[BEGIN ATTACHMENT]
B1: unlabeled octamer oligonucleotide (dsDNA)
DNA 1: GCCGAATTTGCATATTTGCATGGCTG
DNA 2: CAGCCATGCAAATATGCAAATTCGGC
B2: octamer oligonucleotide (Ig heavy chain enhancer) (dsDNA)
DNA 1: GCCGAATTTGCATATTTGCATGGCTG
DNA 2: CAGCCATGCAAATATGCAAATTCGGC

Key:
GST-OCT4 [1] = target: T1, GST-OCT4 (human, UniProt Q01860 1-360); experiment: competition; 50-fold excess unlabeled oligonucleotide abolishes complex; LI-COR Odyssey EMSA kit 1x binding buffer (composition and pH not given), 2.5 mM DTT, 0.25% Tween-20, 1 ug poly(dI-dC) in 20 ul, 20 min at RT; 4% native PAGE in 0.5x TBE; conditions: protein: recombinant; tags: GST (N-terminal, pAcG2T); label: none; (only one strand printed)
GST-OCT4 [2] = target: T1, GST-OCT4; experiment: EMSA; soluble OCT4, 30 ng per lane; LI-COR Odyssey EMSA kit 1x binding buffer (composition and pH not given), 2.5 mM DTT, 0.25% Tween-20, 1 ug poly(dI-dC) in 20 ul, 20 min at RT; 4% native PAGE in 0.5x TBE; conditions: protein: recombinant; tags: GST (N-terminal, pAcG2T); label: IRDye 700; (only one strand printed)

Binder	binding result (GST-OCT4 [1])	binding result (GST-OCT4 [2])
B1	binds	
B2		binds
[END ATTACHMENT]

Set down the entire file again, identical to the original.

B1: unlabeled octamer oligonucleotide (dsDNA)
DNA 1: GCCGAATTTGCATATTTGCATGGCTG
DNA 2: CAGCCATGCAAATATGCAAATTCGGC
B2: octamer oligonucleotide (Ig heavy chain enhancer) (dsDNA)
DNA 1: GCCGAATTTGCATATTTGCATGGCTG
DNA 2: CAGCCATGCAAATATGCAAATTCGGC

Key:
GST-OCT4 [1] = target: T1, GST-OCT4 (human, UniProt Q01860 1-360); experiment: competition; 50-fold excess unlabeled oligonucleotide abolishes complex; LI-COR Odyssey EMSA kit 1x binding buffer (composition and pH not given), 2.5 mM DTT, 0.25% Tween-20, 1 ug poly(dI-dC) in 20 ul, 20 min at RT; 4% native PAGE in 0.5x TBE; conditions: protein: recombinant; tags: GST (N-terminal, pAcG2T); label: none; (only one strand printed)
GST-OCT4 [2] = target: T1, GST-OCT4; experiment: EMSA; soluble OCT4, 30 ng per lane; LI-COR Odyssey EMSA kit 1x binding buffer (composition and pH not given), 2.5 mM DTT, 0.25% Tween-20, 1 ug poly(dI-dC) in 20 ul, 20 min at RT; 4% native PAGE in 0.5x TBE; conditions: protein: recombinant; tags: GST (N-terminal, pAcG2T); label: IRDye 700; (only one strand printed)

Binder	binding result (GST-OCT4 [1])	binding result (GST-OCT4 [2])
B1	binds	
B2		binds